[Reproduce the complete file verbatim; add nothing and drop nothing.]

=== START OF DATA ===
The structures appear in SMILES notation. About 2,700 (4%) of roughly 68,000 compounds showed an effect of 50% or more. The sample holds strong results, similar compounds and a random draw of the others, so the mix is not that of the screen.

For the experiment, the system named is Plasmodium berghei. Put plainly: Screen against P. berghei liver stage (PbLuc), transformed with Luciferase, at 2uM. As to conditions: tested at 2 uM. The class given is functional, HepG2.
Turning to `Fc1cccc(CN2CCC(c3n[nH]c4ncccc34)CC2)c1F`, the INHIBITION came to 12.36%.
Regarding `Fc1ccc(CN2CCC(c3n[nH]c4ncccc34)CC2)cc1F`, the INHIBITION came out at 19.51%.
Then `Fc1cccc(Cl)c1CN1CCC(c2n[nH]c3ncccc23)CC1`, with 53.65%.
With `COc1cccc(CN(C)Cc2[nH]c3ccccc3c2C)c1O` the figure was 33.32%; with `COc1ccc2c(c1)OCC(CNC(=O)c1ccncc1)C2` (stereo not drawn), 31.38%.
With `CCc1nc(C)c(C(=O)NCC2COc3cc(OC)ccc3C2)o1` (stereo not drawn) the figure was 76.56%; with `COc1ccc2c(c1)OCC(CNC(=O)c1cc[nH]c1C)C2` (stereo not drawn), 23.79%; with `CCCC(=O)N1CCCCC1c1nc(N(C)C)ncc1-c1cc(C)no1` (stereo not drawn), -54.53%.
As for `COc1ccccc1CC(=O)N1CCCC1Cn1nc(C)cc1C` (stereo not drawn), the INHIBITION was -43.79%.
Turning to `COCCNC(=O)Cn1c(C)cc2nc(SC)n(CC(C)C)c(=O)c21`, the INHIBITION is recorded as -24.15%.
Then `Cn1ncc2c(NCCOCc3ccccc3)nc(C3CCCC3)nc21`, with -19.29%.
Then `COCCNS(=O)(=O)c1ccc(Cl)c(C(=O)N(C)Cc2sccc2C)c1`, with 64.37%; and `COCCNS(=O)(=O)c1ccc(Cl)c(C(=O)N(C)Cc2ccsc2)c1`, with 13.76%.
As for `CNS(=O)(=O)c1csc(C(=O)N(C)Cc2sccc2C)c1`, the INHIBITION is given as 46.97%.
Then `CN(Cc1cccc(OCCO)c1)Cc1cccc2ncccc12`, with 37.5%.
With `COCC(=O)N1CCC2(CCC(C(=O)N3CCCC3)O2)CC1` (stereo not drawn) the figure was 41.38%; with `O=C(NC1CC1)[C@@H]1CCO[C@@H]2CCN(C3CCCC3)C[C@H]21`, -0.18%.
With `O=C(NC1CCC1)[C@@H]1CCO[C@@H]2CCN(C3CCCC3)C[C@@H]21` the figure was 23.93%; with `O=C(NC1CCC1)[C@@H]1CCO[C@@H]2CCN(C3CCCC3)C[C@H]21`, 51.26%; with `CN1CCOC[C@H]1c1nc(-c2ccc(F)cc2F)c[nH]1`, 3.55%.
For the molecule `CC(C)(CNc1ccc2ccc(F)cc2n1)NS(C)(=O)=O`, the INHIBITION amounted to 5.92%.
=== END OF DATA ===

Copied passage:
The structures appear in SMILES notation. About 2,700 (4%) of roughly 68,000 compounds showed an effect of 50% or more. The sample holds strong results, similar compounds and a random draw of the others, so the mix is not that of the screen.

For the experiment, the system named is Plasmodium berghei. Put plainly: Screen against P. berghei liver stage (PbLuc), transformed with Luciferase, at 2uM. As to conditions: tested at 2 uM. The class given is functional, HepG2.
Turning to `Fc1cccc(CN2CCC(c3n[nH]c4ncccc34)CC2)c1F`, the INHIBITION came to 12.36%.
Regarding `Fc1ccc(CN2CCC(c3n[nH]c4ncccc34)CC2)cc1F`, the INHIBITION came out at 19.51%.
Then `Fc1cccc(Cl)c1CN1CCC(c2n[nH]c3ncccc23)CC1`, with 53.65%.
With `COc1cccc(CN(C)Cc2[nH]c3ccccc3c2C)c1O` the figure was 33.32%; with `COc1ccc2c(c1)OCC(CNC(=O)c1ccncc1)C2` (stereo not drawn), 31.38%.
With `CCc1nc(C)c(C(=O)NCC2COc3cc(OC)ccc3C2)o1` (stereo not drawn) the figure was 76.56%; with `COc1ccc2c(c1)OCC(CNC(=O)c1cc[nH]c1C)C2` (stereo not drawn), 23.79%; with `CCCC(=O)N1CCCCC1c1nc(N(C)C)ncc1-c1cc(C)no1` (stereo not drawn), -54.53%.
As for `COc1ccccc1CC(=O)N1CCCC1Cn1nc(C)cc1C` (stereo not drawn), the INHIBITION was -43.79%.
Turning to `COCCNC(=O)Cn1c(C)cc2nc(SC)n(CC(C)C)c(=O)c21`, the INHIBITION is recorded as -24.15%.
Then `Cn1ncc2c(NCCOCc3ccccc3)nc(C3CCCC3)nc21`, with -19.29%.
Then `COCCNS(=O)(=O)c1ccc(Cl)c(C(=O)N(C)Cc2sccc2C)c1`, with 64.37%; and `COCCNS(=O)(=O)c1ccc(Cl)c(C(=O)N(C)Cc2ccsc2)c1`, with 13.76%.
As for `CNS(=O)(=O)c1csc(C(=O)N(C)Cc2sccc2C)c1`, the INHIBITION is given as 46.97%.
Then `CN(Cc1cccc(OCCO)c1)Cc1cccc2ncccc12`, with 37.5%.
With `COCC(=O)N1CCC2(CCC(C(=O)N3CCCC3)O2)CC1` (stereo not drawn) the figure was 41.38%; with `O=C(NC1CC1)[C@@H]1CCO[C@@H]2CCN(C3CCCC3)C[C@H]21`, -0.18%.
With `O=C(NC1CCC1)[C@@H]1CCO[C@@H]2CCN(C3CCCC3)C[C@@H]21` the figure was 23.93%; with `O=C(NC1CCC1)[C@@H]1CCO[C@@H]2CCN(C3CCCC3)C[C@H]21`, 51.26%; with `CN1CCOC[C@H]1c1nc(-c2ccc(F)cc2F)c[nH]1`, 3.55%.
For the molecule `CC(C)(CNc1ccc2ccc(F)cc2n1)NS(C)(=O)=O`, the INHIBITION amounted to 5.92%.